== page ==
The pilot between the US Customs and Border Protection and the General Administration of China Customs involved three C-TPAT importer partners whose supply chains predominately originate in China.
According to US CBp, The US companies were invited to participate in the pilot based upon several factors including volume, product type and location of their supply chains in China. They voluntarily agreed to participate in the pilot with the concurrence of both administrations.
China Customs headed the validation initiative using the C-TPAT minimum security criteria as a guide and with CBP supply chain specialists providing technical assistance.
The companies had been receiving minimum program benefits due to C-TPAT’s previous inability to validate the security procedures they have in place, said the CBP. Now C-TPAT will use the information gathered to decide whether they can receive a higher level of benefits.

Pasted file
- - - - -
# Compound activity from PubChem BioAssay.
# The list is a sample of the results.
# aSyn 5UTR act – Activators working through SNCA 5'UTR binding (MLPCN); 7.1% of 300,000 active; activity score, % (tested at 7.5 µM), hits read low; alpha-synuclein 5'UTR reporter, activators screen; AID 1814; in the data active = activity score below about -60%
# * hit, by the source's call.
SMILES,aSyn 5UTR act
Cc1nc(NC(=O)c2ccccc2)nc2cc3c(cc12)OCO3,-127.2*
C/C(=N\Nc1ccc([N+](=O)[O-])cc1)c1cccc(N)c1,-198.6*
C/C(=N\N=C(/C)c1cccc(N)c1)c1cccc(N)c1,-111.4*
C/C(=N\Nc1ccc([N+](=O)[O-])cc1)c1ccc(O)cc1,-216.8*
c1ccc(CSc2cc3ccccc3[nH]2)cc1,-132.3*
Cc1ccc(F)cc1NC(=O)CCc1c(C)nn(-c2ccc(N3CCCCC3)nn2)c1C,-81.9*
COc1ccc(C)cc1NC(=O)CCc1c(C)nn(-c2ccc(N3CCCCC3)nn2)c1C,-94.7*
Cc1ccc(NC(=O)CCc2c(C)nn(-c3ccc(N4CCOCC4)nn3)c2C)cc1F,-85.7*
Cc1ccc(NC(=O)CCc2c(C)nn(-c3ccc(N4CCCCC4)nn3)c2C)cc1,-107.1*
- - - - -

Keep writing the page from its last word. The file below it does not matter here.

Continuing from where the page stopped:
Both agencies will jointly evaluate the pilot and determine next steps.
“It took several months of intense discussions to get to this point and we look forward to continuing this effort as we explore future cooperation,” said C-TPAT Director Bradd Skinner. “It is a win-win for all. CBP and China Customs have the knowledge that all parties involved have good security practices in place and the companies can benefit by receiving fewer exams.”
C-TPAT is an important layer in CBP’s cargo enforcement strategy, said CBP. Through this initiative, CBP is asking businesses to ensure the integrity of their security practices and communicate and verify the security guidelines of their business partners within the supply chain.
Since 2003, C-TPAT has performed more than 7,200 total validations. In 2007, C-TPAT visited manufacturing and logistics facilities in 79 countries, validated 3,011 supply chains and certified 2,601 new members.